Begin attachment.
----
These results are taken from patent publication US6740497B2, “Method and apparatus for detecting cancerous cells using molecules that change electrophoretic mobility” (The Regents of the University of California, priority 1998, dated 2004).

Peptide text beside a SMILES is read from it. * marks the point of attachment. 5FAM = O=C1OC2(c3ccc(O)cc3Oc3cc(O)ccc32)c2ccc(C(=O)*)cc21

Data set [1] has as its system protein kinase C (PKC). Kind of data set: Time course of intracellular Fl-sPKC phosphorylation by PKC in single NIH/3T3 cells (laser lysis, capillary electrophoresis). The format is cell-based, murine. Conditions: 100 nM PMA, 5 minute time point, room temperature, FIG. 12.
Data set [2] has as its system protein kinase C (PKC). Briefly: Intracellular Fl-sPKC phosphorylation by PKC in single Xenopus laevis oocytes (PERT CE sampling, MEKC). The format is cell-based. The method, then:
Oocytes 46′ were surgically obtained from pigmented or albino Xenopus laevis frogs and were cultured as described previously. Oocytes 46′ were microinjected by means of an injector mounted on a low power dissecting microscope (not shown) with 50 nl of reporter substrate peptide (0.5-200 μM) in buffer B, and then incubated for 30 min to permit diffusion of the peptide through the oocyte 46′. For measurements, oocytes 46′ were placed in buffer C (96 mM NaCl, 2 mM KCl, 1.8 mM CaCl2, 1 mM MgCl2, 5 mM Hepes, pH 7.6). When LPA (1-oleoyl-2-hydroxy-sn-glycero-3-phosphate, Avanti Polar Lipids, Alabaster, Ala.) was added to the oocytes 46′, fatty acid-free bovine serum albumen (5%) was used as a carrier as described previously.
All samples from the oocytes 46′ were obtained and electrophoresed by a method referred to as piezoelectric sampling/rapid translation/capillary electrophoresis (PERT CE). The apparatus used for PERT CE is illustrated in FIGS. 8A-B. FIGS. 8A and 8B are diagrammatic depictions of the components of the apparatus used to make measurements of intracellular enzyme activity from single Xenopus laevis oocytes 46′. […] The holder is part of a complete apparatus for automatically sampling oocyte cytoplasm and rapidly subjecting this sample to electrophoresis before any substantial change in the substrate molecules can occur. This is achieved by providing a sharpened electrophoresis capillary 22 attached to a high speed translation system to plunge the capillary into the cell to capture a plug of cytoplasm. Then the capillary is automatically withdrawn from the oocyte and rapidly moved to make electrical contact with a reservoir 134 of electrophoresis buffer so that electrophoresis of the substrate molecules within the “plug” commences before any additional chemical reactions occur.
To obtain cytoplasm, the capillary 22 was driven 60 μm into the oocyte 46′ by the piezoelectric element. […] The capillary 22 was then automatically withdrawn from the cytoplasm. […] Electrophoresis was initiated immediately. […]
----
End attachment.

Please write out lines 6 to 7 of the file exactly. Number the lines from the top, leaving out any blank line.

All samples from the oocytes 46′ were obtained and electrophoresed by a method referred to as piezoelectric sampling/rapid translation/capillary electrophoresis (PERT CE). The apparatus used for PERT CE is illustrated in FIGS. 8A-B. FIGS. 8A and 8B are diagrammatic depictions of the components of the apparatus used to make measurements of intracellular enzyme activity from single Xenopus laevis oocytes 46′. […] The holder is part of a complete apparatus for automatically sampling oocyte cytoplasm and rapidly subjecting this sample to electrophoresis before any substantial change in the substrate molecules can occur. This is achieved by providing a sharpened electrophoresis capillary 22 attached to a high speed translation system to plunge the capillary into the cell to capture a plug of cytoplasm. Then the capillary is automatically withdrawn from the oocyte and rapidly moved to make electrical contact with a reservoir 134 of electrophoresis buffer so that electrophoresis of the substrate molecules within the “plug” commences before any additional chemical reactions occur.
To obtain cytoplasm, the capillary 22 was driven 60 μm into the oocyte 46′ by the piezoelectric element. […] The capillary 22 was then automatically withdrawn from the cytoplasm. […] Electrophoresis was initiated immediately. […]